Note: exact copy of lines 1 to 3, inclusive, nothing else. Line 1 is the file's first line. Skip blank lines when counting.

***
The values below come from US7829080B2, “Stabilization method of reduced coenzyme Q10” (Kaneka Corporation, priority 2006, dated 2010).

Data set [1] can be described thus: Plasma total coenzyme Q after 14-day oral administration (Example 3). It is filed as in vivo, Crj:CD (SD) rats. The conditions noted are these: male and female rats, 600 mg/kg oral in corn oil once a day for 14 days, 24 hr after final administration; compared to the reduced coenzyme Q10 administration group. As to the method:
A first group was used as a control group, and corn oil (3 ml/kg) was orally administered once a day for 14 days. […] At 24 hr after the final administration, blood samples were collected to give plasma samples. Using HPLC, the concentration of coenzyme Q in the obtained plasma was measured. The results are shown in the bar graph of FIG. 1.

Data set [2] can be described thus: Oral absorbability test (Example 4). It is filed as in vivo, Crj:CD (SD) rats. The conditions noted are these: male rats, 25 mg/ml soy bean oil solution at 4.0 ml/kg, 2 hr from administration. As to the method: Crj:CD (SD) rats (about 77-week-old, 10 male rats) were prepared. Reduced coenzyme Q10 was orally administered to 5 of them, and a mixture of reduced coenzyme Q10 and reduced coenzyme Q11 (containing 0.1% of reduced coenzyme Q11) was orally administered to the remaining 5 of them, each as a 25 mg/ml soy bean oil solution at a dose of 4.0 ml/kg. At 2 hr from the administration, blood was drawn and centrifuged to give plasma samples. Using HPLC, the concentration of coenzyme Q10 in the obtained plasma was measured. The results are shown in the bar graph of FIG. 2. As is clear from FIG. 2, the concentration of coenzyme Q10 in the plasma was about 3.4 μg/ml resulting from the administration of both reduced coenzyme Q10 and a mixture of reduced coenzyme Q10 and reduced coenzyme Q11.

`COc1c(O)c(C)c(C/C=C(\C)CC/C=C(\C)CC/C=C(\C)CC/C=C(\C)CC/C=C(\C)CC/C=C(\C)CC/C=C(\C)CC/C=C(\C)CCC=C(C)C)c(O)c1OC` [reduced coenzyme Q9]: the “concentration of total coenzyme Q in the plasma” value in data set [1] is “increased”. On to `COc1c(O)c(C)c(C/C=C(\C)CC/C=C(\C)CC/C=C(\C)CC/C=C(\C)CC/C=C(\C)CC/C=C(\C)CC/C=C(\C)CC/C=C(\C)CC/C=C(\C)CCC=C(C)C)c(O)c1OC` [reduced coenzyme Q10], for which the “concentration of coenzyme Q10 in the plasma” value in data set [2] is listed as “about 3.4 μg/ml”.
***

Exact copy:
The values below come from US7829080B2, “Stabilization method of reduced coenzyme Q10” (Kaneka Corporation, priority 2006, dated 2010).

Data set [1] can be described thus: Plasma total coenzyme Q after 14-day oral administration (Example 3). It is filed as in vivo, Crj:CD (SD) rats. The conditions noted are these: male and female rats, 600 mg/kg oral in corn oil once a day for 14 days, 24 hr after final administration; compared to the reduced coenzyme Q10 administration group. As to the method:
A first group was used as a control group, and corn oil (3 ml/kg) was orally administered once a day for 14 days. […] At 24 hr after the final administration, blood samples were collected to give plasma samples. Using HPLC, the concentration of coenzyme Q in the obtained plasma was measured. The results are shown in the bar graph of FIG. 1.